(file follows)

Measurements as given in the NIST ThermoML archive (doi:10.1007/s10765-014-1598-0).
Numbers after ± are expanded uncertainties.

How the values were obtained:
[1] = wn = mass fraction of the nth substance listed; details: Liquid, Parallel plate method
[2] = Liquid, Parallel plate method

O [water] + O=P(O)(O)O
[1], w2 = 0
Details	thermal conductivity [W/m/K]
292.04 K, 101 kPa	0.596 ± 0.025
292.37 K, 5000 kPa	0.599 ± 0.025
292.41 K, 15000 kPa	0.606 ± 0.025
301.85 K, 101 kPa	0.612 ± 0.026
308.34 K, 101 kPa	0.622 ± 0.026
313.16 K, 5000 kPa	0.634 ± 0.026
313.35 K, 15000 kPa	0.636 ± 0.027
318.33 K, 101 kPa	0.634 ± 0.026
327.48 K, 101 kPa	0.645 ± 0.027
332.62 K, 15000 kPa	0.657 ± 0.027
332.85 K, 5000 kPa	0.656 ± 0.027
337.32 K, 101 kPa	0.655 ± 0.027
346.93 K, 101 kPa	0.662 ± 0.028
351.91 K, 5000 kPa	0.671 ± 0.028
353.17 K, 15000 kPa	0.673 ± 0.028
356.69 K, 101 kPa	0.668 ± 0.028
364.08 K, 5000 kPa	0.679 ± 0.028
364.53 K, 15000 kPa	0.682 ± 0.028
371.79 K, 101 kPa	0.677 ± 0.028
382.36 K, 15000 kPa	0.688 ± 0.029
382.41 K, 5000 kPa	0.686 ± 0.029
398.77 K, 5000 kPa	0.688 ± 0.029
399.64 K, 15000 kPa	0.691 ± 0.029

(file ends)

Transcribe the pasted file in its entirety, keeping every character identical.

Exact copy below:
Measurements as given in the NIST ThermoML archive (doi:10.1007/s10765-014-1598-0).
Numbers after ± are expanded uncertainties.

How the values were obtained:
[1] = wn = mass fraction of the nth substance listed; details: Liquid, Parallel plate method
[2] = Liquid, Parallel plate method

O [water] + O=P(O)(O)O
[1], w2 = 0
Details	thermal conductivity [W/m/K]
292.04 K, 101 kPa	0.596 ± 0.025
292.37 K, 5000 kPa	0.599 ± 0.025
292.41 K, 15000 kPa	0.606 ± 0.025
301.85 K, 101 kPa	0.612 ± 0.026
308.34 K, 101 kPa	0.622 ± 0.026
313.16 K, 5000 kPa	0.634 ± 0.026
313.35 K, 15000 kPa	0.636 ± 0.027
318.33 K, 101 kPa	0.634 ± 0.026
327.48 K, 101 kPa	0.645 ± 0.027
332.62 K, 15000 kPa	0.657 ± 0.027
332.85 K, 5000 kPa	0.656 ± 0.027
337.32 K, 101 kPa	0.655 ± 0.027
346.93 K, 101 kPa	0.662 ± 0.028
351.91 K, 5000 kPa	0.671 ± 0.028
353.17 K, 15000 kPa	0.673 ± 0.028
356.69 K, 101 kPa	0.668 ± 0.028
364.08 K, 5000 kPa	0.679 ± 0.028
364.53 K, 15000 kPa	0.682 ± 0.028
371.79 K, 101 kPa	0.677 ± 0.028
382.36 K, 15000 kPa	0.688 ± 0.029
382.41 K, 5000 kPa	0.686 ± 0.029
398.77 K, 5000 kPa	0.688 ± 0.029
399.64 K, 15000 kPa	0.691 ± 0.029